Hello,

      Can anybody please define cookies and sessions and their
differences in detail with reference to rails.


Thank you,
Praveen

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  • Andy Jeffries at Jul 7, 2014 at 1:18 pm
    Cookies are stored key/value pairs (with other attributes such as expiry,
    domain, path and ssl requirements) in the client's browser. The
    specification for them is in the HTTP specification and these can
    (generally) be read by backend languages such as Rails or frontend
    technologies such as Javascript.

    Sessions are an unrestricted storage area for applications, generally used
    by the backend language only (due to encryption and hash protection with
    server side secrets), although they may be stored in their entirety in a
    client-side cookie for convenience to avoid "sticky sessions" where
    requests have to come back to the same backend server.

    Hope this helps.

    Cheers,


    Andy

    *Andy Jeffries* Ruby on Rails, RubyMotion, jQuery Developer & Taekwondo 6th
    Dan Instructor
    andyjeffries.co.uk +44 7939 164853 @andyjeffries
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    On 7 July 2014 10:21, Praveen BK wrote:

    Hello,

    Can anybody please define cookies and sessions and their
    differences in detail with reference to rails.


    Thank you,
    Praveen

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  • Robert Walker at Jul 7, 2014 at 7:02 pm

    Praveen BK wrote in post #1151760:
    Hello,

    Can anybody please define cookies and sessions and their
    differences in detail with reference to rails.
    What may be confusing you, that I've not seen mentioned yet, is that
    session identifiers are stored in cookies. Let me explain by looking at
    the process...

    Actors:
    - User Agent (Web Browser)
    - Local storage (Cookies, Local Storage, etc.)
    - User (Person using User Agent)
    - Application (Server side Rails, PHP, ect.)

    1. User enters URL into address bar of User Agent (e.g.
    http://example.com/).
    2. User agent looks up cookies in Local Storage matching domain (e.g.
    example.com).
    3. User agent sends request, with attached cookies, to Application.
    4. Application parses incoming request, extracting any cookies found in
    request.
    5. Application searches for session cookie. Goto to #7 if found.
    6. Application creates new session cookie if necessary
    7. Application renders response.
    8. Application attaches all cookies to response.
    9. Application send response to User Agent.
    10. User Agent extracts cookies from response.
    11. User Agent stores cookies from response in Local Storage.

    Noticed #6 says "if necessary". It's possible to have session-less
    requests (i.e session only on demand)

    As you can see the "session cookie" is a cookie like any other. It is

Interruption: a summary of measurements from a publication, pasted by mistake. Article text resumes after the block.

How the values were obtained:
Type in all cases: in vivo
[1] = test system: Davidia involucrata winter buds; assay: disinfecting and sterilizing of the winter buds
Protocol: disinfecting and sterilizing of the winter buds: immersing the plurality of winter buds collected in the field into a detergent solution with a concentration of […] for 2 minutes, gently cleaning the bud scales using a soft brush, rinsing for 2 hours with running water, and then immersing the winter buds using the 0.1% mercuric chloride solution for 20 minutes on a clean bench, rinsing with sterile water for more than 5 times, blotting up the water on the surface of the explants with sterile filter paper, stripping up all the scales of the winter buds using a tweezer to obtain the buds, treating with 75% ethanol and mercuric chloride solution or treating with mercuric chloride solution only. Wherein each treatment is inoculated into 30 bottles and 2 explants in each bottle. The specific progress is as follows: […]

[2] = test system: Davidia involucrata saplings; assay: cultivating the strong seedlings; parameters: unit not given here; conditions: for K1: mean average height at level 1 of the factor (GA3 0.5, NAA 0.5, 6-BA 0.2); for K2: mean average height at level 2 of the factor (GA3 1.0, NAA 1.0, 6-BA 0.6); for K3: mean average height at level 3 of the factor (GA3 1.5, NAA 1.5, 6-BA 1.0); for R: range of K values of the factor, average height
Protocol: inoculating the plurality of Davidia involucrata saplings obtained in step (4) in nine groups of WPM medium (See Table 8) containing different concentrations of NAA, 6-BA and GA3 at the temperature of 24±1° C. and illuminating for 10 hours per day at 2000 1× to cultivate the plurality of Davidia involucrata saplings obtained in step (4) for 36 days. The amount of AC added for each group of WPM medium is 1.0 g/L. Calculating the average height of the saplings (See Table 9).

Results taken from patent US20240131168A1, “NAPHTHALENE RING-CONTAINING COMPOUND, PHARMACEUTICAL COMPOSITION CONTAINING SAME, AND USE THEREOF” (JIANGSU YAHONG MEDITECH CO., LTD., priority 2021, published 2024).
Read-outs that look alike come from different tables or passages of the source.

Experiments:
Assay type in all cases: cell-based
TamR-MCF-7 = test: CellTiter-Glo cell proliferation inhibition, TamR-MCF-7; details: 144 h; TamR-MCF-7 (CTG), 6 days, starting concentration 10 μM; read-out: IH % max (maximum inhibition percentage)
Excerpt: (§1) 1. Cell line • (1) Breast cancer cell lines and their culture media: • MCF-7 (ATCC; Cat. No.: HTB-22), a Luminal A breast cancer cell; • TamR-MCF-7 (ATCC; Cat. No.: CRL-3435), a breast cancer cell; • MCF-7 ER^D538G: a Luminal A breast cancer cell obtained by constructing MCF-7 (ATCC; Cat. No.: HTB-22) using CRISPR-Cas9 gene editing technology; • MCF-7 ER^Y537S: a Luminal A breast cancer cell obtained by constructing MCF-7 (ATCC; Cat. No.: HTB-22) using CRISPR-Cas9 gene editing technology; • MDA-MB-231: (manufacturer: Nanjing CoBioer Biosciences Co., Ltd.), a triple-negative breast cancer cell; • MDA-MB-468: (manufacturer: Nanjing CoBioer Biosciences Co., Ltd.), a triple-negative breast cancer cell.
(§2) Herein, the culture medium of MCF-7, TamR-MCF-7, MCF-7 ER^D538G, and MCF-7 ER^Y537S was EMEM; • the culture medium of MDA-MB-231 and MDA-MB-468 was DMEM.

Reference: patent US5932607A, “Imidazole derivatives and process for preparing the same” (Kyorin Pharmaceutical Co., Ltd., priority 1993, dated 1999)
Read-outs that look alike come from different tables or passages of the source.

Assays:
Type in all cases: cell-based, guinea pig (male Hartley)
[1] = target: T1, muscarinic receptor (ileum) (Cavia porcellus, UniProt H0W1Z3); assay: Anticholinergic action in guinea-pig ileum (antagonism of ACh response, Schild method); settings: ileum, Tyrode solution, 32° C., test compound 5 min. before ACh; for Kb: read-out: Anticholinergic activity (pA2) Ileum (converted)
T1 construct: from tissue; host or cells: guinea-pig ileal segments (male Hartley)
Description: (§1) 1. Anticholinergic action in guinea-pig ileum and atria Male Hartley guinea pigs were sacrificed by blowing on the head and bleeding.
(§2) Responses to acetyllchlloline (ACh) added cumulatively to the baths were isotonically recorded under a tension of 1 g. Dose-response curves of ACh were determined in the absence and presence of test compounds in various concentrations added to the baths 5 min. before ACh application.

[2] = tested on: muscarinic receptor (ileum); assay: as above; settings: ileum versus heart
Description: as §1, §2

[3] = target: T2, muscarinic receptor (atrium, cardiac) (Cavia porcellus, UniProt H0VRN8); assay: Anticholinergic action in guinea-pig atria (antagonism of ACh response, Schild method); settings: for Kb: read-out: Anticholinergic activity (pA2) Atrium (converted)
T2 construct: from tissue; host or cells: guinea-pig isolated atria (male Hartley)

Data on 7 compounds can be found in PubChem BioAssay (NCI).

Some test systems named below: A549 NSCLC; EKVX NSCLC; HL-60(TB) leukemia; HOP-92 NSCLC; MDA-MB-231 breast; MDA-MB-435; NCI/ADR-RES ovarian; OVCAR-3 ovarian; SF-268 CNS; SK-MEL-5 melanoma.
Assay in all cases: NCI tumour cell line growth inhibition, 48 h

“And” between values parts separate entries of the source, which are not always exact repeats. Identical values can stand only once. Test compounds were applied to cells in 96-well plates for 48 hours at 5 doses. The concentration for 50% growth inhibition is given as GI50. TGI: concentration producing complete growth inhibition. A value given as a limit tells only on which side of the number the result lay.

nothing more than an opaque identifier used to track a User between
    requests. Requests in HTTP are stateless, there is no way to know that
    two requests are really part of the same Application session. The
    concept of session is at the application layer and not at the protocol
    layer (HTTP), which has no notion of application session. To work around
    the stateless nature of HTTP we use cookies in order to emulate state.

    Session cookies are cookies, but not all cookies are session cookies.
    Sometimes you just want to store arbitrary data in the User Agent's
    Local Storage, and have the User Agent send it back to you on subsequent
    requests.

    Session cookies are not to be confused with Rails's cookie based session
    storage. This is also implemented using a cookie, and is separate from
    the session identifier cookie. Session storage cookies, of course, have
    the same limitations as any other cookie (because they ARE just a
    cookie). The limitation of the most concern is the 4K size limit. You
    cannot store more that 4K (total) for each Rails session, including the
    overhead info Rails puts in the session storage cookie.

    Normally this is not a problem since you want to minimize the amount
    information you store in a session. A common item for session storage is
    the User, so that you can match a specific session to a specific user of
    your application. It is important to understand that there is no need to
    store the entire User model in the session. All you need to store is the
    "id" of the User model so that you can lookup the actual User model on
    each request. (Example: session['user_id"] = some_user.id NOT
    session["user"] = some_user)

    Hope this helps clear thing up for you.

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postedJul 7, '14 at 9:21a
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